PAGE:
The BBC is one of many outlets carrying the weird story of a Brazilian doctor arrested for allegedly defrauding his employer, a hospital in the city of Ferraz de Vasconcelos, near São Paulo. At the time of her arrest, she was equipped with a total of sixteen fingers, ten of which were given to her by God, and six of which were made of silicone and given to her by co-workers. At least three of the extra fingers bore the fingerprints of fellow doctors at the hospital.
The doctor, Thaune Nunes Ferreira, 29, claims through his lawyer that she was forced to use the silicone fingers to log into the hospital’s timecard system to cover up absent colleagues . “She says she was innocent because it was a condition they imposed on her to keep her job,” notes the lawyer.
According to Bangkok Post and several other sources, Brazilian network Globo TV International obtained and broadcast footage of Ferreira clocking in at the hospital with his own digits permanently attached, then touching the same fingerprint scanner with two of the silicone fakes. The scanner produced paper time card receipts for her and the two employees who owned the silicone fingerprints. In this way, the Post notes, “it looked like there were three doctors on call when there was only one.”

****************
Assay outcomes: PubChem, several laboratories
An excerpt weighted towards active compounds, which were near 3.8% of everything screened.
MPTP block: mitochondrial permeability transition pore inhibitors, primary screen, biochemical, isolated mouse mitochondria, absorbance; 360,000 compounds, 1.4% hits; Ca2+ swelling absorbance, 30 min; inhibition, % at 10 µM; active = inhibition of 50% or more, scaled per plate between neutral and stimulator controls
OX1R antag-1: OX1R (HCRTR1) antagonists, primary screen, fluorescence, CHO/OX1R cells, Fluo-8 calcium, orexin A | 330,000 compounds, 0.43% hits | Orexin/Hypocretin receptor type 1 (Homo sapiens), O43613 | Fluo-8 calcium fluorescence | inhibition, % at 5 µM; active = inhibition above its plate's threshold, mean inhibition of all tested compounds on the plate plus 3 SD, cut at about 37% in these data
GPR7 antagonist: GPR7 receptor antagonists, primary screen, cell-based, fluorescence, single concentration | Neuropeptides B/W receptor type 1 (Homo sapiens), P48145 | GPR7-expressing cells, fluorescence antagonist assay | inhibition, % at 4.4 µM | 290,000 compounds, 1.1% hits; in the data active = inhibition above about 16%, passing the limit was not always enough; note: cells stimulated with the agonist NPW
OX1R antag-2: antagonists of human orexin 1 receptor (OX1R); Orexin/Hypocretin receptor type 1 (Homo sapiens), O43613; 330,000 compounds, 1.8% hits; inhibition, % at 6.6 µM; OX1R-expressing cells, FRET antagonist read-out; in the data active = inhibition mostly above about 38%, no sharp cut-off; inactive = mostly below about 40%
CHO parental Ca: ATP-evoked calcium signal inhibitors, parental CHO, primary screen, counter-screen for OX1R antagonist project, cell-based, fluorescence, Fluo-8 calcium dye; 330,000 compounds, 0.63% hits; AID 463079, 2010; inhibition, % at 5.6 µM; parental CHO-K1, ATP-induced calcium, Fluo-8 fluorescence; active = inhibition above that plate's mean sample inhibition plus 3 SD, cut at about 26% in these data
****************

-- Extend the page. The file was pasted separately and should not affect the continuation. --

So far, five doctors at the hospital have been suspended for allegedly taking part in the scam, allowing them to pay without showing up for work. However, this is an endemic problem of a much larger “ghost employee” at Ferraz de Vasconcelos. The mayor has speculated that there are at least 300 additional public employees in the city, spread across health, education and security, who are involved in similar card fraud. pointing. The members of this “ghost army”, as the mayor calls it, all receive a salary without showing up for work.
It’s not specified if the army of ghosts employs an army of silicone fingers to point them, but it would certainly be scary.